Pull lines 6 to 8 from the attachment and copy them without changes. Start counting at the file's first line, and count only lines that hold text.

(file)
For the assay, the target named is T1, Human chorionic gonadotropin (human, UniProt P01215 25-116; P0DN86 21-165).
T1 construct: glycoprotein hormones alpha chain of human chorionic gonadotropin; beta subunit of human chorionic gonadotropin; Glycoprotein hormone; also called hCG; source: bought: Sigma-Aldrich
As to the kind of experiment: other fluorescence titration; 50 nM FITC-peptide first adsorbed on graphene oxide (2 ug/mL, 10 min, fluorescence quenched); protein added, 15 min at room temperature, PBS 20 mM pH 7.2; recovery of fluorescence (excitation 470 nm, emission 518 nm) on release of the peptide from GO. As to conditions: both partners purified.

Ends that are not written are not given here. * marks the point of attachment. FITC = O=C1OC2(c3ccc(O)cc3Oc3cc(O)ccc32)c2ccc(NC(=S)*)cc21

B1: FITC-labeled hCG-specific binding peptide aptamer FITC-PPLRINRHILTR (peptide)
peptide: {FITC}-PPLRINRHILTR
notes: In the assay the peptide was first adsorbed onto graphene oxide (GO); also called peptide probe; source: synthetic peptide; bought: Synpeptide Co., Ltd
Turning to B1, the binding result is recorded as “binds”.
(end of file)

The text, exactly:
peptide: {FITC}-PPLRINRHILTR
notes: In the assay the peptide was first adsorbed onto graphene oxide (GO); also called peptide probe; source: synthetic peptide; bought: Synpeptide Co., Ltd
Turning to B1, the binding result is recorded as “binds”.